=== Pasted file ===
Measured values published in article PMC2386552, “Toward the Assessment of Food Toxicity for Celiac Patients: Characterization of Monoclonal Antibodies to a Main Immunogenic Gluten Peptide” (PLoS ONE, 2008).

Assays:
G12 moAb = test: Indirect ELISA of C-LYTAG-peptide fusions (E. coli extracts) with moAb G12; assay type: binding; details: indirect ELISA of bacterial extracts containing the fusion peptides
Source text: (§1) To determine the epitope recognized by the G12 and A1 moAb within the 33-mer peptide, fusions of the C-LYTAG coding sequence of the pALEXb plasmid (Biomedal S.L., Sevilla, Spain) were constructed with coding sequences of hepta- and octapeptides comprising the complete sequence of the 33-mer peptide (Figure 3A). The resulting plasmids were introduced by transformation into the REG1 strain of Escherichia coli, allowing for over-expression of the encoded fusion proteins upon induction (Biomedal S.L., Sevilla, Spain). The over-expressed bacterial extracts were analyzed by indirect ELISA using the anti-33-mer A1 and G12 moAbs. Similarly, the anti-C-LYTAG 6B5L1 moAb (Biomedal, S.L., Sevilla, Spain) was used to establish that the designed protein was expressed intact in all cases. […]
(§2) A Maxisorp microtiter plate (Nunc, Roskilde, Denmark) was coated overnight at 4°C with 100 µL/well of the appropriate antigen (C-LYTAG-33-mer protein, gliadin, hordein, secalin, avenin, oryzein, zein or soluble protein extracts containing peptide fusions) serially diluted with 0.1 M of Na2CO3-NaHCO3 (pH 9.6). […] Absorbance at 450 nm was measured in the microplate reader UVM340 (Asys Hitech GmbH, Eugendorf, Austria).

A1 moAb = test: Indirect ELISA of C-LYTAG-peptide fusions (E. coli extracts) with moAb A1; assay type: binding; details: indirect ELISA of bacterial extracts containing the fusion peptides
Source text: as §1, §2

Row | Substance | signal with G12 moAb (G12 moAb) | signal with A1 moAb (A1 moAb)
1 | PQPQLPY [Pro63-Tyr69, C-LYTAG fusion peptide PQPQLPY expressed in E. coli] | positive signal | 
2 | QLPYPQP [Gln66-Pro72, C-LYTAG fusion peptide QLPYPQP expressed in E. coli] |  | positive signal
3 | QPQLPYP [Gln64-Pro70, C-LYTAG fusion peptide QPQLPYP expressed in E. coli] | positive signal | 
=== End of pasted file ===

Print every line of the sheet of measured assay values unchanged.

Measured values published in article PMC2386552, “Toward the Assessment of Food Toxicity for Celiac Patients: Characterization of Monoclonal Antibodies to a Main Immunogenic Gluten Peptide” (PLoS ONE, 2008).

Assays:
G12 moAb = test: Indirect ELISA of C-LYTAG-peptide fusions (E. coli extracts) with moAb G12; assay type: binding; details: indirect ELISA of bacterial extracts containing the fusion peptides
Source text: (§1) To determine the epitope recognized by the G12 and A1 moAb within the 33-mer peptide, fusions of the C-LYTAG coding sequence of the pALEXb plasmid (Biomedal S.L., Sevilla, Spain) were constructed with coding sequences of hepta- and octapeptides comprising the complete sequence of the 33-mer peptide (Figure 3A). The resulting plasmids were introduced by transformation into the REG1 strain of Escherichia coli, allowing for over-expression of the encoded fusion proteins upon induction (Biomedal S.L., Sevilla, Spain). The over-expressed bacterial extracts were analyzed by indirect ELISA using the anti-33-mer A1 and G12 moAbs. Similarly, the anti-C-LYTAG 6B5L1 moAb (Biomedal, S.L., Sevilla, Spain) was used to establish that the designed protein was expressed intact in all cases. […]
(§2) A Maxisorp microtiter plate (Nunc, Roskilde, Denmark) was coated overnight at 4°C with 100 µL/well of the appropriate antigen (C-LYTAG-33-mer protein, gliadin, hordein, secalin, avenin, oryzein, zein or soluble protein extracts containing peptide fusions) serially diluted with 0.1 M of Na2CO3-NaHCO3 (pH 9.6). […] Absorbance at 450 nm was measured in the microplate reader UVM340 (Asys Hitech GmbH, Eugendorf, Austria).

A1 moAb = test: Indirect ELISA of C-LYTAG-peptide fusions (E. coli extracts) with moAb A1; assay type: binding; details: indirect ELISA of bacterial extracts containing the fusion peptides
Source text: as §1, §2

Row | Substance | signal with G12 moAb (G12 moAb) | signal with A1 moAb (A1 moAb)
1 | PQPQLPY [Pro63-Tyr69, C-LYTAG fusion peptide PQPQLPY expressed in E. coli] | positive signal | 
2 | QLPYPQP [Gln66-Pro72, C-LYTAG fusion peptide QLPYPQP expressed in E. coli] |  | positive signal
3 | QPQLPYP [Gln64-Pro70, C-LYTAG fusion peptide QPQLPYP expressed in E. coli] | positive signal | 